Fig. 3
figure 3

Summarized figure of HRs for (A) MACEs, (B) CV events, and (C) CV mortality. HR, hazard ratio; CI, confidence interval; MACE, major adverse cardiovascular event; CV, cardiovascular, AIP, atherogenic index of plasma, Q, quartile

Table 2 Hazard ratios for (A) MACEs, (B) CV events, and (C) CV mortality according to AIP quartiles

Subgroup analyses

Associations between AIP and MACEs, CV events, and CV mortality was generally consistent across the subgroups according to the clinical variables, including known individual CV risk factors, following multivariate adjustment (Additional file 1: Fig. S2). With regard to underlying diseases, high AIP was significantly associated with MACEs, CV events, and even CV mortality in patients with diabetes (HR [95% CI]: 1.279 [1.174 − 1.395], 1.279 [1.168 − 1.400], and 1.337 [1.083 − 1.650] for MACEs, CV events, and CV mortality, respectively); however, AIP was still useful in those without diabetes (HR [95% CI]: 1.118 [1.072 − 1.166] and 1.127 [1.079 − 1.177] for MACEs and CV events, respectively). In the subgroup with LDL-C ≥ 70 mg/dL, participants with high AIP had a higher risk of MACEs and CV events (HR [95% CI]: 1.163 [1.119 − 1.209] and 1.169 [1.122 − 1.217], respectively). However, in individuals with LDL-C < 70 mg/dL, the association between AIP and CV risk was not significant (HR [95% CI]) for high AIP vs. low AIP (0.993 [0.865−1.138]) and MACEs vs. CV events (1.012 [0.874 − 1.171]).


Using a large-scale nationwide cohort dataset, we explored the relationship between AIP and CV risk. High AIP was related to a considerably greater risk of future MACEs, despite controlling for potential confounders, such as CV risk factors. Our results showed that the HRs for both MACEs and CV events in the highest quartiles (or the lowest quartiles for HDL-C) were even higher when AIP was applied than that when TG or HDL-C were applied alone (Table 2, Additional file 1: TableS1, 2). Although we encourage researchers to cautiously review findings of any observational study, this large countrywide observational study included more than 360,000 individuals, demonstrating that high AIP was significantly associated with future CV events.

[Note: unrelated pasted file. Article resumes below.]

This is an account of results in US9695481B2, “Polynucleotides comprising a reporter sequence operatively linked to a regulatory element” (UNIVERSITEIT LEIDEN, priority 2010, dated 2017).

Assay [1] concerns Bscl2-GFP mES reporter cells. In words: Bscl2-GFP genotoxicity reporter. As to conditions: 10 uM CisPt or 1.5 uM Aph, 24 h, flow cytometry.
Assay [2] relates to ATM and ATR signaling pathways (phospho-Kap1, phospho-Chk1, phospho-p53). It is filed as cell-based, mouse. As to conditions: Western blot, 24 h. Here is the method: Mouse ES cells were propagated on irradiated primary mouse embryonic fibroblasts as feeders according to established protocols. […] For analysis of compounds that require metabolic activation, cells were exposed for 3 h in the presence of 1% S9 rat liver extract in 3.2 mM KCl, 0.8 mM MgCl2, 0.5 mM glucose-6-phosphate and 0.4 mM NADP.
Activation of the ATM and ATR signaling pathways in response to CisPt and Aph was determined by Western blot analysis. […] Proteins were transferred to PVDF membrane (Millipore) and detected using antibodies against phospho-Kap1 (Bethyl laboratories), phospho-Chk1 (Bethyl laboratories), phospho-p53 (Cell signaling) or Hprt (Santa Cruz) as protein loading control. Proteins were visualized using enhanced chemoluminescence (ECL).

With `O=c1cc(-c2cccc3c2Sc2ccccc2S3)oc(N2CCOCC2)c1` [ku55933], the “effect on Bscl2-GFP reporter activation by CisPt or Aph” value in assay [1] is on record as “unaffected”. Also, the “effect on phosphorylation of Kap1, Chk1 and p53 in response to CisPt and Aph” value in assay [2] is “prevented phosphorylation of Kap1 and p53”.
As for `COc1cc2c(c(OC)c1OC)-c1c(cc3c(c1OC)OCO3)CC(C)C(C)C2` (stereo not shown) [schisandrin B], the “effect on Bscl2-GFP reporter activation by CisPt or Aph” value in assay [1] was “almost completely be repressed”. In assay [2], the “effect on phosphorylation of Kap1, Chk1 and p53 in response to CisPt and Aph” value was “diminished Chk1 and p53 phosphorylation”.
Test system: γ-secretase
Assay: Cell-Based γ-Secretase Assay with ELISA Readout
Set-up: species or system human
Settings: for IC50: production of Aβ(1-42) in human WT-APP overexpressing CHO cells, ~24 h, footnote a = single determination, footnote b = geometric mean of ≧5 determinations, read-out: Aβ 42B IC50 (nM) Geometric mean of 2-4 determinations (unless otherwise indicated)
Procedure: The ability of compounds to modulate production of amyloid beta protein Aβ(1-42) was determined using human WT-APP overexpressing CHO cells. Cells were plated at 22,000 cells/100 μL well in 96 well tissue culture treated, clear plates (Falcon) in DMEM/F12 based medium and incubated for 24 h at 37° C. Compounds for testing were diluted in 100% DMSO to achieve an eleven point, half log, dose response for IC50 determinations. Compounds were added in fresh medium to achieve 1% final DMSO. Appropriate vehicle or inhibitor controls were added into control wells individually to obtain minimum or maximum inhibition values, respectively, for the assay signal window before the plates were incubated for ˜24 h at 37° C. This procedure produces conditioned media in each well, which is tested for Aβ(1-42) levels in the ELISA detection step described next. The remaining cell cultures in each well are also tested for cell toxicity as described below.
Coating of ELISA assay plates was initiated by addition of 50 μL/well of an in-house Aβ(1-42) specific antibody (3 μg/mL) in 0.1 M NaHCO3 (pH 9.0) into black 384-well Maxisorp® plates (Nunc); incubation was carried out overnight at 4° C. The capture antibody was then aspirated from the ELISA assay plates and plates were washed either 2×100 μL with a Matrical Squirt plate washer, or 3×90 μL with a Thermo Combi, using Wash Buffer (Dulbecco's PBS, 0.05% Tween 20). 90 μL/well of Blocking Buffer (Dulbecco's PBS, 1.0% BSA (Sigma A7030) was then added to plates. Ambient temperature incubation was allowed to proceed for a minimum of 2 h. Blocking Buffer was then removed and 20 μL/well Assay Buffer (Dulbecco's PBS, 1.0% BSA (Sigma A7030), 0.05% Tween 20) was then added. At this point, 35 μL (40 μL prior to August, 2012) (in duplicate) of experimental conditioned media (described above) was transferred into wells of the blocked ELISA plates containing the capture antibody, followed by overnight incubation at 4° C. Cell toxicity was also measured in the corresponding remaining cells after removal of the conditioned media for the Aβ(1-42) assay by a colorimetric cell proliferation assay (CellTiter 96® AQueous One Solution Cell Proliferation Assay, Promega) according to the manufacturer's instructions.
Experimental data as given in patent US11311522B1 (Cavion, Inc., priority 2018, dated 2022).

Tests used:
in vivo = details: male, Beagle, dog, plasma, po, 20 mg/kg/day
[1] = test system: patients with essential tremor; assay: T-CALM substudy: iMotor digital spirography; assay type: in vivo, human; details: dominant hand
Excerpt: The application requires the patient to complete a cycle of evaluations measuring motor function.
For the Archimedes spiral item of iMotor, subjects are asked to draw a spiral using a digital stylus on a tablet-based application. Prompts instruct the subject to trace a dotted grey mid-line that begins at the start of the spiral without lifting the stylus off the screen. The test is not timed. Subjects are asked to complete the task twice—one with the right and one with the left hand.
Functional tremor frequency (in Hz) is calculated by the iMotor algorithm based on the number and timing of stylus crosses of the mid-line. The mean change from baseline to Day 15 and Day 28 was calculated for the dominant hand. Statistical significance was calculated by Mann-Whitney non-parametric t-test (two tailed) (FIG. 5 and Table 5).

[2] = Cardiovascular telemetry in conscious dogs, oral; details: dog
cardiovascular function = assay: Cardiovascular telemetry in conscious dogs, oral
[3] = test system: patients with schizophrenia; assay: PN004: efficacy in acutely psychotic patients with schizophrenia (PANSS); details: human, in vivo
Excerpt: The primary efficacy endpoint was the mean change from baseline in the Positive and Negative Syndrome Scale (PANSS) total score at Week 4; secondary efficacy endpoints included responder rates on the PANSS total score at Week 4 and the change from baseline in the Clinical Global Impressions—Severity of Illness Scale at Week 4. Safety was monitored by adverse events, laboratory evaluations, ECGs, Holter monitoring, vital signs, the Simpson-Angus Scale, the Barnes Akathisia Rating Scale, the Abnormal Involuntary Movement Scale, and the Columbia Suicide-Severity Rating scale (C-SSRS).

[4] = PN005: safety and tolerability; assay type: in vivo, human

AIP is defined by the ratio of TG and HDL-C [19], and TG is directly associated with serum LDL-C levels [20]. Therefore, the underlying explanation for the relationship between AIP and CVD incidence is most likely related to its correlation with the lipoprotein particle size [21]. AIP is a substitute for minute dense LDL particles and is inversely related to the LDL-C particle diameter. Therefore, an increase in AIP indicates an upsurge in the fraction of particles prone to oxidation and, in turn, the production of foamy cells. Contrarily, this tendency leads to an increase in the LDL-C and oxidized apoprotein B combination, known for its strong atherogenicity. Endothelial dysfunction is directly correlated to AIP because it promotes lipid peroxidation and activates oxygen radicals and overexpression of adhesion molecules [22]. HDL-C is an additional feature of AIP, which transports peripheral cholesterol to the liver and includes antioxidant enzymes, such as paraoxonase [23]. These theoretical considerations have been practically verified by the direct association between AIP and carotid artery intima-media thickness [24], arterial stiffness [25], and coronary artery calcification [26].

AIP could be considered an independent predictor of future CV events using a large, nationwide cohort dataset, thereby implying it could reflect the overall state of atherosclerosis [16]. Participants in the highest AIP quartile demonstrated a 28% greater risk of MACEs than those in the lowest quartile. Moreover, the risk was primarily generated from CV events, considering an insignificant increase in CV mortality according to AIP. Our subgroup analysis revealed that the association between AIP and MACEs or CV events remained significant following multivariable adjustment for participants with diabetes, with a HR of 1.285 (1.179−1.401) and 1.284 (1.173−1.406) for MACEs and CV events, respectively. This finding was consistent with those of the ACCORD project, which randomized 10,251 participants with long-term diabetes [16]. After controlling for the traditional risk variables, the correlation between AIP and CV mortality was also significant in patients with diabetes (HR [95% CI]: 1.348 [1.092−1.664]), while an increase in HRs with higher AIP was not significant in the non-diabetic population (HR [95% CI]: 0.980 [0.883−1.088]). These findings suggest the clinical usefulness of AIP for estimating future CV risk particularly in patients with diabetes.